K1X: You were part of the NBA in what many might consider the golden era of basketball: The ’90s. What is your take on the whole Dream Team vs. Team USA 2012 debate?

MB: Oh man (laughs). There‘s just no comparison. Kobe, to his credit, is a competitor. What else is he going to say? But the Dream Team had eleven Hall of Famers on its roster. It‘s the most amazing team ever assembled. There will never be anything like it again. I recall how we went over in ’86 and competed in the World Championship. And in ’88, it was the last time that college players competed in the Olympics and it didn‘t turn out too well. So I guess that‘s when they decided to send the pros and it turned out to be a special, special team with the Birds, the Magics, the Jordans, the Ewings … That was an amazing team.

K1XLike you mentioned earlier, you represented the USA as a college athlete, an idea that has been tossed around again lately. Do you think that USA Basketball should go back to players under the age of 23?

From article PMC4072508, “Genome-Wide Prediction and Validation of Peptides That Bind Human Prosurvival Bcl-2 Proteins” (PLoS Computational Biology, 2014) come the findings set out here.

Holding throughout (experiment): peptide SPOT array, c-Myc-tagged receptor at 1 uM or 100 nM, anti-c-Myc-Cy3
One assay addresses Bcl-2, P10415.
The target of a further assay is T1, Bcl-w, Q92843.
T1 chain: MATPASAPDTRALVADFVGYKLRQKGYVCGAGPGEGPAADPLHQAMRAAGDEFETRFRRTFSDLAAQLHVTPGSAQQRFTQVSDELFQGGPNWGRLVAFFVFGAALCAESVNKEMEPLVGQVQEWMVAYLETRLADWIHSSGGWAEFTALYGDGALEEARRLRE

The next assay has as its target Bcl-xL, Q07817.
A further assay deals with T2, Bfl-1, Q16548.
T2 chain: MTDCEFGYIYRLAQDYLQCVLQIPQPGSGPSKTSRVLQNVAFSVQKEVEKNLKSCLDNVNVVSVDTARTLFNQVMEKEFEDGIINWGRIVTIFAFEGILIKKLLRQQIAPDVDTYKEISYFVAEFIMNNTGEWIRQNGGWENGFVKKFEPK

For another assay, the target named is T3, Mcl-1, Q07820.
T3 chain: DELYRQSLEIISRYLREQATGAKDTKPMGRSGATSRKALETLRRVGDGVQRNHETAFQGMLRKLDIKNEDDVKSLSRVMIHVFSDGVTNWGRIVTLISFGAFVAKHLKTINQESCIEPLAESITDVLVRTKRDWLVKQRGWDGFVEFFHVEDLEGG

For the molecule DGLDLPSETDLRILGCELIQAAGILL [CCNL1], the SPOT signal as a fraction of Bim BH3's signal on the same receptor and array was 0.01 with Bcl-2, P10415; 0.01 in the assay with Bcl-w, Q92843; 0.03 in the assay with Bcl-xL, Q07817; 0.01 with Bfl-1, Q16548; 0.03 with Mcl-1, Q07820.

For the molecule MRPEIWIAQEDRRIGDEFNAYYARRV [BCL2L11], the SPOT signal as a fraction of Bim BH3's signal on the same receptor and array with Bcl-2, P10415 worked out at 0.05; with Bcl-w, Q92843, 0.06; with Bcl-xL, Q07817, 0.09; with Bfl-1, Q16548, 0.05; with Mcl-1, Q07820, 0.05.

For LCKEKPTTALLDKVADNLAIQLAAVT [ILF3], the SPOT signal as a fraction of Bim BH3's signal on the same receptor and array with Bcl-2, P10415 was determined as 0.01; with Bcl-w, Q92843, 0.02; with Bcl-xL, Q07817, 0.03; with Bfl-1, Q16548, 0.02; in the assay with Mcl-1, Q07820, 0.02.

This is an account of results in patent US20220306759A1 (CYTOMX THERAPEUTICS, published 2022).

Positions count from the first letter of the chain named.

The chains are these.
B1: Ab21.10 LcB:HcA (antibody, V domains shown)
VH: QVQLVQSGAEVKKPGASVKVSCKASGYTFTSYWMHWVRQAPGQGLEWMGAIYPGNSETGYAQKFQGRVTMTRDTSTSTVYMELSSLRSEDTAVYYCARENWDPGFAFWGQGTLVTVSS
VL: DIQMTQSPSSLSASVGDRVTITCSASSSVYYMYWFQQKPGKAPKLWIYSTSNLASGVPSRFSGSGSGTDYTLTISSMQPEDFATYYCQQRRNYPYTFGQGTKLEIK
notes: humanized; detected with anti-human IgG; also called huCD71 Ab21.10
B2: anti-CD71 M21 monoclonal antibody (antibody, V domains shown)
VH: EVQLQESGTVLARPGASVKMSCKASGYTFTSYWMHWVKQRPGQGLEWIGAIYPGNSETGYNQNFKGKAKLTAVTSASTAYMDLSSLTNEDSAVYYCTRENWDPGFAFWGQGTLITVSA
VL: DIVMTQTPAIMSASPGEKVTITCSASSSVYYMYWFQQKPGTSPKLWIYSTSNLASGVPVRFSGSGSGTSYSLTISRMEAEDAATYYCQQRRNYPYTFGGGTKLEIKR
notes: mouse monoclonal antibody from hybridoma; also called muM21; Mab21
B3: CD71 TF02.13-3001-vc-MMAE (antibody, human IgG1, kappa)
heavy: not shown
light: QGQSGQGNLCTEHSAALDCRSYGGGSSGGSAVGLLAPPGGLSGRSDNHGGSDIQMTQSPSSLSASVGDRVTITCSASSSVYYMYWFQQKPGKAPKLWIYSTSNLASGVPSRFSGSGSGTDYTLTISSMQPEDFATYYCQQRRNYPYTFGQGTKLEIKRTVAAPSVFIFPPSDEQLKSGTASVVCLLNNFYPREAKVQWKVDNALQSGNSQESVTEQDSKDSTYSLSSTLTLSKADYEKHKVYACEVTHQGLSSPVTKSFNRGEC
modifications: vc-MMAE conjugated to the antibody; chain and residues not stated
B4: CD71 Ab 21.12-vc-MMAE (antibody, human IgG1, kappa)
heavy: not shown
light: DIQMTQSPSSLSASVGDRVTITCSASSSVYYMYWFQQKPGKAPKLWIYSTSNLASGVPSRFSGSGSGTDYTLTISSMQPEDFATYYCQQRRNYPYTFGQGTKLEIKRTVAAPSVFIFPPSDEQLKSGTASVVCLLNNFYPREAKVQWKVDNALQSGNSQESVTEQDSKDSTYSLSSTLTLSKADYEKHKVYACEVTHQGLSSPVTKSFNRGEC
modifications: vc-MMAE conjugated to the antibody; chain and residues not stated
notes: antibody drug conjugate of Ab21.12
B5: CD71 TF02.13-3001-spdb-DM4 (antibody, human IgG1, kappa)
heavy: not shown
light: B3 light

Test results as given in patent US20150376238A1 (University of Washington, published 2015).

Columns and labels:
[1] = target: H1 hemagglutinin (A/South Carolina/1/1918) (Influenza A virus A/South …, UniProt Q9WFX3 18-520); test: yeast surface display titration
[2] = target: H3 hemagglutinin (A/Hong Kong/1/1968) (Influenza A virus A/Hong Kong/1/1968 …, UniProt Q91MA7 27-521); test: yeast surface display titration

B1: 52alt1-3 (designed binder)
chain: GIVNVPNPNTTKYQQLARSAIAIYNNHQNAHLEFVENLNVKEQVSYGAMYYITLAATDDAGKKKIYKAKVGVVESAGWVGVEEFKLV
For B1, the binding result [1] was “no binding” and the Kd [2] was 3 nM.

MB: No, I think that we should send the best players available to represent our country. I prefer to continue the way it is at the moment. And I think that we might fare well with collegiate players going over there but with so many players going to the NBA early, the NCAA talent pool is not as deep as it used to be. It‘s professionals they are competing against so I think it‘s fair to send the NBA players.

K1XWe found this great quote from Garry St. Jean, the Sacramento Kings coach in the ’90s, on your legendary Hornets team with Zo and LJ: “They’ve got the two horses, but Muggsy drives the wagon. He feeds ‘em the oats.” Did you feel like it was that way back in the day?